BEVA Unbridled, a new series of three frank discussions about some of the non-clinical elements of life and work, kicked off last month and already appears to be hitting the spot. The first webinar attracted a highly engaged audience of veterinary professionals.
Hosted by BEVA’s Veterinary Projects Officer Lucy Grieve, the sessions are providing airtime for some of the non-clinical topics that can impact the profession. The outcomes should help identify some of the hurdles around recruitment and retention within the veterinary sector.
The first session, held in July, navigated the sensitive territory of how personal lives can affect capacity to work.
Four panelists spoke openly and honestly about their experiences of work-life balance as equine vets:
Lorna Brokenshire-Dyke: Ambulatory vet, equine physiotherapist, Master’s student, and mother of twins, including a child with a disability, shared her thoughts on juggling the work-life balance in equine practice.
Spike Milligan: Performance horse consultant spoke about how he works as an integral part of his clients’ teams alongside raising a family.
Natalie McGoldrick: Sole practitioner and 4* level event rider discussed how she manages equine practice alongside her string of competition horses.
Ian Beamish: Lambourn vet and father of three spoke about how he balances the demands of racing work with home life.
The informal evening event brought up important discussions about the needs and wants of students and new grads, and how they change over time as life evolves throughout adulthood.
“A strong take-home message, which applies to everyone, not just vets, is to determine what you want,” said Lucy Grieve. “Each individual has a responsibility to themselves to work out what they want during the course of their life. It will likely change and adapt with age, but that focus on a goal belongs solely with the individual.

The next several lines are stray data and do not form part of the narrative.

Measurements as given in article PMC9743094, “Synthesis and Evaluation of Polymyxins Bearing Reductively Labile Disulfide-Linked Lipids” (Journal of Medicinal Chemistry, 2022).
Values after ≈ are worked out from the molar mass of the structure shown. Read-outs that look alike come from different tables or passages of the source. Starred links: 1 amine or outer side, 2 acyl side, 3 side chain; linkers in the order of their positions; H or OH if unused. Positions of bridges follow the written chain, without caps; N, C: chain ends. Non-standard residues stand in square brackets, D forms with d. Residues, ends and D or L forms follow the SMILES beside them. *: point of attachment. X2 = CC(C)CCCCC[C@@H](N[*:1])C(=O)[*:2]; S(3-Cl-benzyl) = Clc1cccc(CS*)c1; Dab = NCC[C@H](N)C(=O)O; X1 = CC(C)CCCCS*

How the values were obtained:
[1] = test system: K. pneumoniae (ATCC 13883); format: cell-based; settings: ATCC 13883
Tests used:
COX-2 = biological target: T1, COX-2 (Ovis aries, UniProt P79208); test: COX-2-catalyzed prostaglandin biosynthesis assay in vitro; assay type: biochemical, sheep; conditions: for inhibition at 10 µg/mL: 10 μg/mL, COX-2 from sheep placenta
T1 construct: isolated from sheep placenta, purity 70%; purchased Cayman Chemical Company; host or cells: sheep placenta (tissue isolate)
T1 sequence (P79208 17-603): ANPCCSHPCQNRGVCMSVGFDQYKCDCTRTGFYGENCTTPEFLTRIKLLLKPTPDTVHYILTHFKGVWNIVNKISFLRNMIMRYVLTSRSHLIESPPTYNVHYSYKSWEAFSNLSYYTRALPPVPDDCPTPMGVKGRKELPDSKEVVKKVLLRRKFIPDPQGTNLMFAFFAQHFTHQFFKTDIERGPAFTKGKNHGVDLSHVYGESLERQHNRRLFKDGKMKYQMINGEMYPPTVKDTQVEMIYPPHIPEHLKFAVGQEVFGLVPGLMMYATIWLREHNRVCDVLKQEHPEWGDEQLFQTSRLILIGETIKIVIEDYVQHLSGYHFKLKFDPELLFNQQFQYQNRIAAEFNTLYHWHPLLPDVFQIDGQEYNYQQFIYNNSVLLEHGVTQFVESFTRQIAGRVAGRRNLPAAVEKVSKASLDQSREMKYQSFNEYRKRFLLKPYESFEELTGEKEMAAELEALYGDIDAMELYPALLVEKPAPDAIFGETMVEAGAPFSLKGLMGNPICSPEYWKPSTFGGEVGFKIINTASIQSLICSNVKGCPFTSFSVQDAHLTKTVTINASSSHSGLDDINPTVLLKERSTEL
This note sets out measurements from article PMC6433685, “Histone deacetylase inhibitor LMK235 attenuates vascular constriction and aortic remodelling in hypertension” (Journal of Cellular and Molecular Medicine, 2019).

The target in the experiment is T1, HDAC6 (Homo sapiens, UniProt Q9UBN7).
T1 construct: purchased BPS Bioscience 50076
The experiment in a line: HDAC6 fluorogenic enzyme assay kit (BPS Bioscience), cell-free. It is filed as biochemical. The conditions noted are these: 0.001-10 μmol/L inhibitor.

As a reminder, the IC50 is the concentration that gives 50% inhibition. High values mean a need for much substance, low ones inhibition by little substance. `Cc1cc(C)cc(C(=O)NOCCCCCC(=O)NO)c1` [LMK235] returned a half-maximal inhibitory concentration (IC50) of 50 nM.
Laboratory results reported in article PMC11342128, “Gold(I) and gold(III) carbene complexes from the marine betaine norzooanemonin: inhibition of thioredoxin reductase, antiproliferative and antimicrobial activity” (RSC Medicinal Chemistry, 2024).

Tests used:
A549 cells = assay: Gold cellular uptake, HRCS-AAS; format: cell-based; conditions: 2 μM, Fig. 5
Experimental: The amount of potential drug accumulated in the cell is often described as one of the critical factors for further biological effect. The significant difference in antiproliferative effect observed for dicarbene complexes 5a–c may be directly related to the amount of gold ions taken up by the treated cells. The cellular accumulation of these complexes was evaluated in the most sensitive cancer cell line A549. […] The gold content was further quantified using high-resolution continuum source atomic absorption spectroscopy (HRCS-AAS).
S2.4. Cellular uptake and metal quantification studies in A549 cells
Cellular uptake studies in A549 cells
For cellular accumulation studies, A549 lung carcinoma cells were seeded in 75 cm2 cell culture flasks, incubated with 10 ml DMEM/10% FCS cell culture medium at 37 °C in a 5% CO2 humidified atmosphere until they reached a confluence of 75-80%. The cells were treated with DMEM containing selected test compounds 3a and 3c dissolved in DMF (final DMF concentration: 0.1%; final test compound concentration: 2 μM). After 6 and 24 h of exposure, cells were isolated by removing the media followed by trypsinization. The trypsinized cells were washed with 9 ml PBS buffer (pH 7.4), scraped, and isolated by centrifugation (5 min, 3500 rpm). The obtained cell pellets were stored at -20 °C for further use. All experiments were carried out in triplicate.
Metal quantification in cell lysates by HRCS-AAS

“What was clear from the panelists is a realization that they wanted something, and their ability to determine ways to achieve those goals. Then they were able to create a career which worked for them and those around them. That feeling of having an aim, a purpose and autonomy over one’s future is not often there from day one, and this is not a failure. Conversely, it is how life often works.
“You are unlikely to know what you want, or what is realistically achievable until you have the experience required to own that knowledge. That applies to life but also work.”
The next session will be held in mid-August, with the finale taking place live at BEVA Congress (September 13-16, 2023, at the ICC Birmingham)
EDI Isn’t a New Thing
Wednesday, August 16, at 8pm (UK time)
How equality, diversity and inclusion can improve our workplaces and ourselves.
Thursday, September 14, at 5pm (UK time)
The finale of BEVA Unbridled will be held live at BEVA Congress 2023. On the sofas in registration, wine in hand, the panelists will flesh out the challenges and solutions to flexible working in equine practice.
To sign up and to listen to a recording of the first BEVA Unbridled session: https://www.beva.org.uk/BEVA-Unbridled
Part three of BEVA Unbridled at this year’s Congress is just one of a number of program highlights of a non-clinical nature. Other sessions include How are practices adapting to flexible working patterns and EDI in practice: chronic illness, LGBT, neurodiversity and ethnicity. In addition, BEVA Congress’s world-famous social scene includes four special social events and more than 200 pubs, clubs and restaurants within a mile of the ICC to enjoy.
BEVA members’ prices for Congress are £679 for vets and £260 for nurses for all three days (with concessionary prices available for those in their first three years of graduation or earning less than £25,000). Day tickets are also available.
To find out more and to book your tickets, visit http://www.bevacongress.org/.